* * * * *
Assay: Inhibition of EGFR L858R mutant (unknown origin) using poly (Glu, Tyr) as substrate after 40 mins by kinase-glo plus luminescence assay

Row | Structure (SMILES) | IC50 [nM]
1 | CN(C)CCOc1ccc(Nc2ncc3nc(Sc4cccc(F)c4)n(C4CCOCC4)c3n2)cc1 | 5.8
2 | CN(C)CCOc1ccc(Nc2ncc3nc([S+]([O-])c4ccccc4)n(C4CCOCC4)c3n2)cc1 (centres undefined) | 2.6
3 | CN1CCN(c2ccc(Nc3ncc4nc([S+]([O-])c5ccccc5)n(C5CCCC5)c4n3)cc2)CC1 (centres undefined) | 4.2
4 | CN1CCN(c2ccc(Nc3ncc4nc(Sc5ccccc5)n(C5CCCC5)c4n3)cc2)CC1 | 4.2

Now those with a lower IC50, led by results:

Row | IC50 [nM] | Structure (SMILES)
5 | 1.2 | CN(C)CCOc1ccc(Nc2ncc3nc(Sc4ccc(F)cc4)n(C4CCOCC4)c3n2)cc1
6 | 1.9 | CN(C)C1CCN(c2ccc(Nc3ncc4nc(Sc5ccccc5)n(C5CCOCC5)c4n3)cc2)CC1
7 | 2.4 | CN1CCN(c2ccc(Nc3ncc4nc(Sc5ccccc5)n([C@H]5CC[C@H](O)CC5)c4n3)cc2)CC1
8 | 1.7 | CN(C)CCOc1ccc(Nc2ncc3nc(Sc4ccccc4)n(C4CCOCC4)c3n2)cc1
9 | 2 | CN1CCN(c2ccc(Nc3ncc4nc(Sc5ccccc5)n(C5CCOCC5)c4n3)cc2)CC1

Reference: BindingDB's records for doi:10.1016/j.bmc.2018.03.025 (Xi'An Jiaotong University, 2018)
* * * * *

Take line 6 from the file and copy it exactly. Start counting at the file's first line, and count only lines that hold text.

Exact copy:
4 | CN1CCN(c2ccc(Nc3ncc4nc(Sc5ccccc5)n(C5CCCC5)c4n3)cc2)CC1 | 4.2